Quantum Computers, Hackers or Helpers of Tomorrow?

by Scimson on September 20, 2013 - 12:47am

The world of computer science is one the fastest rising technology of all time. According to Moore’s law, the performance of processors doubles every year and a half. However, because of the physical world’s limits, it is believed by many that this law, which has revealed itself to be true since 1970, will hit a barrier in the years 2020. To avoid this problem, researchers have begun searching for new ways to compute based on more recent theories. This is where quantum computing comes in, which, as its name suggests, is based on quantum mechanics. Theoretically, quantum computing would lead to a nearly infinite speed of computation. With advances being made in this domain, Moore’s law could even one day be over-passed. For a computer science student like myself, it is always interesting to forecast computers with limitless power. One of the most renowned future application of quantum computing is actually its decoding capabilities. A quantum computer could theoretically crack any code instantaneously, which gives rise to challenge and interest for people in the field of computer science.

Should we have quantum computers, despite the fact that they pose a privacy threat?

I think quantum computers can be safe and positive for many aspects of our lives. First, any operation requiring a computer would be rendered much faster and less frustrating. It also poses limitless possibilities for programmers to develop more and more enriched software, which can provide usefulness on a day to day basis. It could also help in the development of artificial intelligence by providing more processing power to the said entities, which, according to my previous article, also have their load of usefulness. I do not believe there would be such a big treat to global information security. Right now, the methods used to protect and encode data could easily be broken by such a computer. However, with quantum computers to defend the data, I believe computer scientists can come up with new ideas to encode because they will also have their own processing power. Also, as described in the article of Jesse Emspak, quantum mechanics can provide a mean for information teleportation, leading to a greater and much faster network. Overall, I think quantum computers won’t be threat to privacy when they will come along since progress pushes progress.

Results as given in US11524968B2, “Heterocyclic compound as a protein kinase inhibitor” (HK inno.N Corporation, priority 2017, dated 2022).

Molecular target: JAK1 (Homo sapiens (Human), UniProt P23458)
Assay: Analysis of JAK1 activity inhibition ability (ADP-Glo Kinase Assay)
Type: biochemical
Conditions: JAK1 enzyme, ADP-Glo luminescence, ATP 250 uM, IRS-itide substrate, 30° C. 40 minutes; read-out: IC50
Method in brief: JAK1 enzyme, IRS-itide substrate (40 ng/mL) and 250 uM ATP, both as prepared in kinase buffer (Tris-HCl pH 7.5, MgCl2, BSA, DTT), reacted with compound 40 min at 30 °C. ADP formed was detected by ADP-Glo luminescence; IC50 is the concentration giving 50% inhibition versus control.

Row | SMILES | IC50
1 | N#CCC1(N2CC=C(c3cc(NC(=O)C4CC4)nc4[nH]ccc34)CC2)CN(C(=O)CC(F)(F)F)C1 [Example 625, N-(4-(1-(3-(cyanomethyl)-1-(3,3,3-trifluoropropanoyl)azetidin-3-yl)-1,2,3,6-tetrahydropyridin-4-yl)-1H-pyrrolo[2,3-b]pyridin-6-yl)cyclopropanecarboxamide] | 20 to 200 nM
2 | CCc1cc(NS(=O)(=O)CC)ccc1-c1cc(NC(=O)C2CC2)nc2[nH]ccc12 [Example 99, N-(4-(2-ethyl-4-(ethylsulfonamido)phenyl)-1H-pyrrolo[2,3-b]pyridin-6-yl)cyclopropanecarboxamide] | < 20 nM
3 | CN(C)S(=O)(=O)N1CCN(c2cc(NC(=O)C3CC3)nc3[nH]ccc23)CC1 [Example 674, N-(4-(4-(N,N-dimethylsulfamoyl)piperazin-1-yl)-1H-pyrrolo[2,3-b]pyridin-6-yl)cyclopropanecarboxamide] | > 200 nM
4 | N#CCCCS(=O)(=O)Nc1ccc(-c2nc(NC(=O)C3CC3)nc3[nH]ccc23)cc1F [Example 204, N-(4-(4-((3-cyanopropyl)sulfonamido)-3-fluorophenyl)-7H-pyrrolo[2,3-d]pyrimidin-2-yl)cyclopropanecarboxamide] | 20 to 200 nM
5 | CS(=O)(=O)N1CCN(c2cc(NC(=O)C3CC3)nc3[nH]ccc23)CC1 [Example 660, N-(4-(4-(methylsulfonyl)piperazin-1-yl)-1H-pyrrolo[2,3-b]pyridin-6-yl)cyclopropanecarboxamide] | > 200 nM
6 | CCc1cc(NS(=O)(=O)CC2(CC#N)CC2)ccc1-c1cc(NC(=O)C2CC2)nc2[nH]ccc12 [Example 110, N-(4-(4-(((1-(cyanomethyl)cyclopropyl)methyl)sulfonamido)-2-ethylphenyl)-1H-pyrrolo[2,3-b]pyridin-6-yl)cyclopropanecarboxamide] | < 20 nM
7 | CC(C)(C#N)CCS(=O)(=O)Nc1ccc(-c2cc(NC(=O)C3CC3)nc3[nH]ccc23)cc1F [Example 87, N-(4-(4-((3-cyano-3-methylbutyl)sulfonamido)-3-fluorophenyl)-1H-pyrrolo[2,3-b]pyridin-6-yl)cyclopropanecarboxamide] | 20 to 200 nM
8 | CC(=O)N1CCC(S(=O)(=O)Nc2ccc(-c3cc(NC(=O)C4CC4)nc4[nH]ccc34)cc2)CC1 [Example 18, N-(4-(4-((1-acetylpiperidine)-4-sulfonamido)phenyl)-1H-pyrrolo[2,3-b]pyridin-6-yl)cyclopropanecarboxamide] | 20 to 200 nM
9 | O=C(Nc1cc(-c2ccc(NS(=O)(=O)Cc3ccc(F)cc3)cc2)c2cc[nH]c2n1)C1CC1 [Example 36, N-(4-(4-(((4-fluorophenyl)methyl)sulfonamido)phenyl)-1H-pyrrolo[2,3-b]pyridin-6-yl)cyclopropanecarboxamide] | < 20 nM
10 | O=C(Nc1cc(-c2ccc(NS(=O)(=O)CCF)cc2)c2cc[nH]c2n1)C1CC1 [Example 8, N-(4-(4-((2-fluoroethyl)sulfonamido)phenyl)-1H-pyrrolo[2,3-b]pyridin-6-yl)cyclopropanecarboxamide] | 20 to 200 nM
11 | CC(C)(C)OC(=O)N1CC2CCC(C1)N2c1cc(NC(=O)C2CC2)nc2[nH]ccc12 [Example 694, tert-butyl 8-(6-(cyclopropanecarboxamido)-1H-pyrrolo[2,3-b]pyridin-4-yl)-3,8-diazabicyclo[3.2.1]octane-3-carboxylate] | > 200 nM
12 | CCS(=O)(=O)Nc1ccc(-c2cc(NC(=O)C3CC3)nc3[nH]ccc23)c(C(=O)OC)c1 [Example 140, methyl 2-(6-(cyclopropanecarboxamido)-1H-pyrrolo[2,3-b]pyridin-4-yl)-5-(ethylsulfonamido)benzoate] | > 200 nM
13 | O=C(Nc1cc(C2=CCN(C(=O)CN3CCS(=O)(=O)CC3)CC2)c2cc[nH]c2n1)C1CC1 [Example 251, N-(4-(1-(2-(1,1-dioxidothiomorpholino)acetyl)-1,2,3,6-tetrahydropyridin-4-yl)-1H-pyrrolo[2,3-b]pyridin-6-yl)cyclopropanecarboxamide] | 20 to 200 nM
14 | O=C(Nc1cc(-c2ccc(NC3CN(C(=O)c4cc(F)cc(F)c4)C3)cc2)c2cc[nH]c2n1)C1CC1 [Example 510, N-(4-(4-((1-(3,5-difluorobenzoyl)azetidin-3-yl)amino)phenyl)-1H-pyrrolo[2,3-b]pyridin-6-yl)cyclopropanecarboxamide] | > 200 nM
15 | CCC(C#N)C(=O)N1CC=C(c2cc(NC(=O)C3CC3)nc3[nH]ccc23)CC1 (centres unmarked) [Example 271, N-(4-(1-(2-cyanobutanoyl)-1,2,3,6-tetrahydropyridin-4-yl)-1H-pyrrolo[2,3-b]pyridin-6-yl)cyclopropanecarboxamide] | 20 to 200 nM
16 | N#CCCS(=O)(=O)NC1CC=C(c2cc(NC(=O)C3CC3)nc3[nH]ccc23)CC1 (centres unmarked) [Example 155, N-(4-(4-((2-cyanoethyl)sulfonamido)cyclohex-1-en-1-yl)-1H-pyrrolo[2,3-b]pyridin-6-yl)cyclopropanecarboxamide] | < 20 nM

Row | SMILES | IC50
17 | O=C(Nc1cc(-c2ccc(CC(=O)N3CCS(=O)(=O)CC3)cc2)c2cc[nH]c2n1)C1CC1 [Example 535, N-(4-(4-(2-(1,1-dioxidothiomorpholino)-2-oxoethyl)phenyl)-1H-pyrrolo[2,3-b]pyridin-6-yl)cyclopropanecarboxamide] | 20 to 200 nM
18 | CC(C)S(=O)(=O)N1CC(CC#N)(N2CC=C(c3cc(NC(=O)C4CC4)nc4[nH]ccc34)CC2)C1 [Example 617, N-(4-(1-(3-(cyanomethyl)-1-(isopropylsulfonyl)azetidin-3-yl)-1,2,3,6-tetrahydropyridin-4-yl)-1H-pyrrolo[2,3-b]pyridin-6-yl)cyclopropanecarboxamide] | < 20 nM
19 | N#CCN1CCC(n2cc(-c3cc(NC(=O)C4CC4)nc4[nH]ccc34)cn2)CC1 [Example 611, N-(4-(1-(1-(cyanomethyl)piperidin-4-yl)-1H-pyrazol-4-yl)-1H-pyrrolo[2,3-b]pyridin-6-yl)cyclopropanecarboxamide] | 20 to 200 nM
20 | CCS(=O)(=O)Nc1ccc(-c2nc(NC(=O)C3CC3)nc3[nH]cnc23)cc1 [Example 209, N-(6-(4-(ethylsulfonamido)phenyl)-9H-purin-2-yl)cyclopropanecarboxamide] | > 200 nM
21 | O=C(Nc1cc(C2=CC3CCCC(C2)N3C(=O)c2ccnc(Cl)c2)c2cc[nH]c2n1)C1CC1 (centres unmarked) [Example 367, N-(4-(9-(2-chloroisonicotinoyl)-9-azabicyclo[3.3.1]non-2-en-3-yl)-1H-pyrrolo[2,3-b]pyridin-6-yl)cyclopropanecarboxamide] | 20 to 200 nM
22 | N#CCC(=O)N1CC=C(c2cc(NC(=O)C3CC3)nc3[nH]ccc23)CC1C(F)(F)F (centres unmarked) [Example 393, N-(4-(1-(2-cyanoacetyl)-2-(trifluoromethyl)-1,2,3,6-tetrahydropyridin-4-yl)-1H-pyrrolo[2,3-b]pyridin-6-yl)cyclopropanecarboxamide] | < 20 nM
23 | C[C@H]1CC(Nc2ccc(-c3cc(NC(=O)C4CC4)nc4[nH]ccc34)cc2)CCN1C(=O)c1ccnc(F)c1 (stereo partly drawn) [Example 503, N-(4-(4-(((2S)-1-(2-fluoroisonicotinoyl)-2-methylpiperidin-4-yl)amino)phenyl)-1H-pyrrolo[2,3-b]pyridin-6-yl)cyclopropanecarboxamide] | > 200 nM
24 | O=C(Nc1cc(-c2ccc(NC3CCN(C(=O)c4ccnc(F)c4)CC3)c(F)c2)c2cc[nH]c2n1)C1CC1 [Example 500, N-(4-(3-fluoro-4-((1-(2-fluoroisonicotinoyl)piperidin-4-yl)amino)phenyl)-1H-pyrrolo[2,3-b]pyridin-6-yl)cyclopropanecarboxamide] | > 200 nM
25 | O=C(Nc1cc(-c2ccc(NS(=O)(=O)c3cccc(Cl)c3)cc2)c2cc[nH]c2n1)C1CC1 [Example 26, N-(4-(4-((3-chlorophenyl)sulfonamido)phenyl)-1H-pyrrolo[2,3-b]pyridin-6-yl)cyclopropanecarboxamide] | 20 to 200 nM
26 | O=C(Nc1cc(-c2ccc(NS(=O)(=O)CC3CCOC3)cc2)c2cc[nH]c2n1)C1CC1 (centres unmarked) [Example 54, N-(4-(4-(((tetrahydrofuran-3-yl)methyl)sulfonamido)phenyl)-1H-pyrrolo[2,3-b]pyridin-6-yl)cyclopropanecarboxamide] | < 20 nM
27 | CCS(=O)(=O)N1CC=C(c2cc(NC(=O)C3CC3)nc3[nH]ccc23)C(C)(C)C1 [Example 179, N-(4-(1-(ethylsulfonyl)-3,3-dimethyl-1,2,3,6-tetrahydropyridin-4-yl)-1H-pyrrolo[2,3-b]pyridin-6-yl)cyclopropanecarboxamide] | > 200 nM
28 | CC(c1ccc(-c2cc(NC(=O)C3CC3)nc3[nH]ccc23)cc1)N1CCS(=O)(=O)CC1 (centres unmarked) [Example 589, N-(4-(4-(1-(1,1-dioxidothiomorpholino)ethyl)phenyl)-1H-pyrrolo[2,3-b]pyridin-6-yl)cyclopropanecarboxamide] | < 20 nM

On the other hand, some people might think that their personal belonging and information might be at risk and that the implementation of such computers would lead to greater problems. If computer scientists are unable to develop new protection methods, any hacker could get into anyone’s bank account and change a few values. The numerical economical system we currently operate in would probably fall down since most wealth in the world doesn’t really exist, but is only stored as numbers in a database. Also, on a larger scale, the first country to put its hands on a real quantum computer will have a significant advantage over any other on the military level. This is a real issue since a country could bring down the entire network of another, thus possibly leading to a war, which would be even more devastating, or even simply imposing their will on others. The privacy threat is too big both for individuals and organizations.

Should we encourage privacy and current systems over progress, or should progress lead us into the future?

http://www.huffingtonpost.com/2013/09/15/quantum-computer-teleport-data-chip_n_3930598.html?ir=Science

Comments

I think that we should progress for many reasons. Just like our ancestors, they progressed by adapting to new life style and we have to do the same by adapting now. I think with the new quantum computers it may pose a threat but I think we can manage it by taking certain procedures. By reading your article and your post, I think that the scientists will definitely find a method to have protection in order to fight the hackers. When the Internet first came out, it was exactly this fear where our privacy will be invaded.
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